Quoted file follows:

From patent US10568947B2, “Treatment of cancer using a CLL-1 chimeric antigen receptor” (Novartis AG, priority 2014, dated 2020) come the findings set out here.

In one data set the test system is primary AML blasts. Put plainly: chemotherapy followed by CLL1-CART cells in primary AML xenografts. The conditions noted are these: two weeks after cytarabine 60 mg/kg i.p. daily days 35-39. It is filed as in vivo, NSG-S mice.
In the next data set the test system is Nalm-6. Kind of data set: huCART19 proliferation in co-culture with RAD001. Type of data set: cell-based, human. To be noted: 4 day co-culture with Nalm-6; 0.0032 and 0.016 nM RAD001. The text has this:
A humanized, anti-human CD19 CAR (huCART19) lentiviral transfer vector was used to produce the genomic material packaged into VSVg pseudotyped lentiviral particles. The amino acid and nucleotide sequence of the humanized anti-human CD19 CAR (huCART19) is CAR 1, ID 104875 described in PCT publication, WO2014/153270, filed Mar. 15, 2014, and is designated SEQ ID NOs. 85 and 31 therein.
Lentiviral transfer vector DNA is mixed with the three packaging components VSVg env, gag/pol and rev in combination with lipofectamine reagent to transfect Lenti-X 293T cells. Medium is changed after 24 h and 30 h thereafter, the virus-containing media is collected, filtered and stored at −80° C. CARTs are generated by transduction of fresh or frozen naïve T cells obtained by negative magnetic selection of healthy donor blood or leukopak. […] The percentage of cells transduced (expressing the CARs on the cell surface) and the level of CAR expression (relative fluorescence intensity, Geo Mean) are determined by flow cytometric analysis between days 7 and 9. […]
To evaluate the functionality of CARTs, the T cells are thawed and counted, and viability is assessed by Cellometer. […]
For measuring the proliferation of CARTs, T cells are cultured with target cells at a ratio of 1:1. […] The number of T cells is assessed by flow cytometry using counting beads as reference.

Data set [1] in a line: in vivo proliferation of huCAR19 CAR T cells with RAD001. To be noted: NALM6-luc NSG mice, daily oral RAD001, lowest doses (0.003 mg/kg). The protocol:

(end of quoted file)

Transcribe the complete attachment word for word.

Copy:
From patent US10568947B2, “Treatment of cancer using a CLL-1 chimeric antigen receptor” (Novartis AG, priority 2014, dated 2020) come the findings set out here.

In one data set the test system is primary AML blasts. Put plainly: chemotherapy followed by CLL1-CART cells in primary AML xenografts. The conditions noted are these: two weeks after cytarabine 60 mg/kg i.p. daily days 35-39. It is filed as in vivo, NSG-S mice.
In the next data set the test system is Nalm-6. Kind of data set: huCART19 proliferation in co-culture with RAD001. Type of data set: cell-based, human. To be noted: 4 day co-culture with Nalm-6; 0.0032 and 0.016 nM RAD001. The text has this:
A humanized, anti-human CD19 CAR (huCART19) lentiviral transfer vector was used to produce the genomic material packaged into VSVg pseudotyped lentiviral particles. The amino acid and nucleotide sequence of the humanized anti-human CD19 CAR (huCART19) is CAR 1, ID 104875 described in PCT publication, WO2014/153270, filed Mar. 15, 2014, and is designated SEQ ID NOs. 85 and 31 therein.
Lentiviral transfer vector DNA is mixed with the three packaging components VSVg env, gag/pol and rev in combination with lipofectamine reagent to transfect Lenti-X 293T cells. Medium is changed after 24 h and 30 h thereafter, the virus-containing media is collected, filtered and stored at −80° C. CARTs are generated by transduction of fresh or frozen naïve T cells obtained by negative magnetic selection of healthy donor blood or leukopak. […] The percentage of cells transduced (expressing the CARs on the cell surface) and the level of CAR expression (relative fluorescence intensity, Geo Mean) are determined by flow cytometric analysis between days 7 and 9. […]
To evaluate the functionality of CARTs, the T cells are thawed and counted, and viability is assessed by Cellometer. […]
For measuring the proliferation of CARTs, T cells are cultured with target cells at a ratio of 1:1. […] The number of T cells is assessed by flow cytometry using counting beads as reference.

Data set [1] in a line: in vivo proliferation of huCAR19 CAR T cells with RAD001. To be noted: NALM6-luc NSG mice, daily oral RAD001, lowest doses (0.003 mg/kg). The protocol: